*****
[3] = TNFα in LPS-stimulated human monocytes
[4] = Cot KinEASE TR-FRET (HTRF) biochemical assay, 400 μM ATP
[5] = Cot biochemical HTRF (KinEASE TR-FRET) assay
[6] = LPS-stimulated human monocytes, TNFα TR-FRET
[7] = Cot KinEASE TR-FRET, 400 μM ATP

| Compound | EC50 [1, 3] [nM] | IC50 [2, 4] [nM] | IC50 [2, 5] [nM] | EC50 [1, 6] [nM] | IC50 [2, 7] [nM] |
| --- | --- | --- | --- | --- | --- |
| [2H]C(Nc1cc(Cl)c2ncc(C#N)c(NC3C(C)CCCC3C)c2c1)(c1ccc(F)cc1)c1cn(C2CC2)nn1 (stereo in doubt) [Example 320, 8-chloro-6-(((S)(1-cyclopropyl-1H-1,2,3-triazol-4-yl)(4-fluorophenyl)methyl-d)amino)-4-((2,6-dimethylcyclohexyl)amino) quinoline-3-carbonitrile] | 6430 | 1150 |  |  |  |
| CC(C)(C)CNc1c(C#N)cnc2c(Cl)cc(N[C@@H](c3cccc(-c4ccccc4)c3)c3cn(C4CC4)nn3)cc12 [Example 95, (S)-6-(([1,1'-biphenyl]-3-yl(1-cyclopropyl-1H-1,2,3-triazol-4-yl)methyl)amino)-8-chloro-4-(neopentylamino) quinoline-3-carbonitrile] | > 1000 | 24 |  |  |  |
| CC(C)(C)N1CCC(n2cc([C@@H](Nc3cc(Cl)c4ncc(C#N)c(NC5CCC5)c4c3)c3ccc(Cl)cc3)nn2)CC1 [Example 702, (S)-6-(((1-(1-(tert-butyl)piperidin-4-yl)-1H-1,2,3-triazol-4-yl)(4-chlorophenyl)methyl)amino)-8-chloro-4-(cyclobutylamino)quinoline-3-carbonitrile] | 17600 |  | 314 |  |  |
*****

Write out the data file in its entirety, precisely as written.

[3] = TNFα in LPS-stimulated human monocytes
[4] = Cot KinEASE TR-FRET (HTRF) biochemical assay, 400 μM ATP
[5] = Cot biochemical HTRF (KinEASE TR-FRET) assay
[6] = LPS-stimulated human monocytes, TNFα TR-FRET
[7] = Cot KinEASE TR-FRET, 400 μM ATP

| Compound | EC50 [1, 3] [nM] | IC50 [2, 4] [nM] | IC50 [2, 5] [nM] | EC50 [1, 6] [nM] | IC50 [2, 7] [nM] |
| --- | --- | --- | --- | --- | --- |
| [2H]C(Nc1cc(Cl)c2ncc(C#N)c(NC3C(C)CCCC3C)c2c1)(c1ccc(F)cc1)c1cn(C2CC2)nn1 (stereo in doubt) [Example 320, 8-chloro-6-(((S)(1-cyclopropyl-1H-1,2,3-triazol-4-yl)(4-fluorophenyl)methyl-d)amino)-4-((2,6-dimethylcyclohexyl)amino) quinoline-3-carbonitrile] | 6430 | 1150 |  |  |  |
| CC(C)(C)CNc1c(C#N)cnc2c(Cl)cc(N[C@@H](c3cccc(-c4ccccc4)c3)c3cn(C4CC4)nn3)cc12 [Example 95, (S)-6-(([1,1'-biphenyl]-3-yl(1-cyclopropyl-1H-1,2,3-triazol-4-yl)methyl)amino)-8-chloro-4-(neopentylamino) quinoline-3-carbonitrile] | > 1000 | 24 |  |  |  |
| CC(C)(C)N1CCC(n2cc([C@@H](Nc3cc(Cl)c4ncc(C#N)c(NC5CCC5)c4c3)c3ccc(Cl)cc3)nn2)CC1 [Example 702, (S)-6-(((1-(1-(tert-butyl)piperidin-4-yl)-1H-1,2,3-triazol-4-yl)(4-chlorophenyl)methyl)amino)-8-chloro-4-(cyclobutylamino)quinoline-3-carbonitrile] | 17600 |  | 314 |  |  |